At first glance, one could think of this small board as a souped-up Raspberry Pi. However, that couldn't be further from the truth. For one, VIA is targeting a different demographic with its offering, like those looking for x86 power in a small package which contains everything except the kitchen sink, as opposed to a bare-bones and hacker-friendly ARM board. Not to mention, at a street price of $359.00 when the EPIA-P910 hits the market in December of this year, it isn't exactly cheap and expendable like the Raspberry Pi is.

If you are truly limited in space for a traditional computer and are looking for a system that can mount behind a desktop monitor or are building Windows-powered kiosks, and in-car PCs, the EPIA-P910 might be worth taking a look at, despite the high price. Because VIA doesn't have the market penetration that Intel or AMD has with their x86/x64 products, the company tries these interesting form factors as a way to carve out a market for itself with boutique items.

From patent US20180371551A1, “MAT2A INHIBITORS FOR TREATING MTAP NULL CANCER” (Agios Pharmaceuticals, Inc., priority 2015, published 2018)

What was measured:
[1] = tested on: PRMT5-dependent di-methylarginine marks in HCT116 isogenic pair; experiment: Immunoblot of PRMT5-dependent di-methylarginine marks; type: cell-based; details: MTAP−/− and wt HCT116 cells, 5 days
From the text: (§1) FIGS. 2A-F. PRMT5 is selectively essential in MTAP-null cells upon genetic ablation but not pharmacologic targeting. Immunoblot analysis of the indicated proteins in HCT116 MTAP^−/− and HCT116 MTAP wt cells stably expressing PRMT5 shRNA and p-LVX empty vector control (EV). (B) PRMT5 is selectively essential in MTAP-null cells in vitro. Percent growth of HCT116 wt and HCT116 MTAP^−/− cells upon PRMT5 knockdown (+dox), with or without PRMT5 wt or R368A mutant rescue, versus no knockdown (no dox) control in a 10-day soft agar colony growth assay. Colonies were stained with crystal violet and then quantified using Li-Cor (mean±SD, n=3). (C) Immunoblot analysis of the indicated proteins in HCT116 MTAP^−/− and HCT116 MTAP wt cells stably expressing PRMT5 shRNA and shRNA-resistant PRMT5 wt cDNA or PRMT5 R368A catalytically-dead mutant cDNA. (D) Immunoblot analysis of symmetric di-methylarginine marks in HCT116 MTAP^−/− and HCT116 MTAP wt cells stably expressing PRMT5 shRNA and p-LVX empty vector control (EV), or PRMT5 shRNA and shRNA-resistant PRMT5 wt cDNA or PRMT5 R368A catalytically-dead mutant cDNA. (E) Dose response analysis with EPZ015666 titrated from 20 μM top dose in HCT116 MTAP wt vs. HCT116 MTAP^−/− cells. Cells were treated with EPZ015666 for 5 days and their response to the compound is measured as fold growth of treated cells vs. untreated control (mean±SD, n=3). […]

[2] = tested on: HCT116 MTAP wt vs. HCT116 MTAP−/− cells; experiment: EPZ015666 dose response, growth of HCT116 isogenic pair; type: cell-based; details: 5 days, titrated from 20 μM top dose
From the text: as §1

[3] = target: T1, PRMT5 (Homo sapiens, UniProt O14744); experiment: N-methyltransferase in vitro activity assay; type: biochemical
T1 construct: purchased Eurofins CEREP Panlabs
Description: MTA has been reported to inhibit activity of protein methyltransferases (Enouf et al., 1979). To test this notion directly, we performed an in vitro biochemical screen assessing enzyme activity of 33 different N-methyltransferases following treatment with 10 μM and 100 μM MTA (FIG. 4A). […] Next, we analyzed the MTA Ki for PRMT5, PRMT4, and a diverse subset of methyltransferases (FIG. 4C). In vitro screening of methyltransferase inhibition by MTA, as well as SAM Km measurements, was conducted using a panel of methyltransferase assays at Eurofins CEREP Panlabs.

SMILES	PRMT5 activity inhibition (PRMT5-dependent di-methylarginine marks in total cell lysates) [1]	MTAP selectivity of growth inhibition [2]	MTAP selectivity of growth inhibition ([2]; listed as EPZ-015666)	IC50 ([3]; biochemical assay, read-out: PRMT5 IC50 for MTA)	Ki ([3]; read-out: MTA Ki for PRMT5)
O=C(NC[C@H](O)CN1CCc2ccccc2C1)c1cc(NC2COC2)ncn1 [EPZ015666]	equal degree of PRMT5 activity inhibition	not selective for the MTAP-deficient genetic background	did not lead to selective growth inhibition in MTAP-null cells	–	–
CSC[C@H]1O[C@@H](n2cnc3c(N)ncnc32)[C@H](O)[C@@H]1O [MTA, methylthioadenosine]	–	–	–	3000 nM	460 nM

If you are a builder on a budget looking to craft your own HTPC, you might want to consider VIA's VE-900 Mini-ITX platform. Although it provides a dual core processor instead of a quad core like the one seen on EPIA-P910 as well as a larger overall board size, the price tag of $89 is much more attractive in my opinion.

Bottom line

For a tiny computer that will pack a nice punch, VIA's EPIA-P910 will do well for you if you are willing to pay the premium and if you have a dedicated usage scenario where something like this would make perfect sense. If you do have space to spare for something a bit larger though, it might behoove you to save some money and shoot for the next size up and go with the Mini-ITX. It can still be small enough for most folks while packing similar or greater performance. Regardless, the EPIA-P910 is really awesome to behold, marking a new achievement in miniaturization and power with all the right compromises.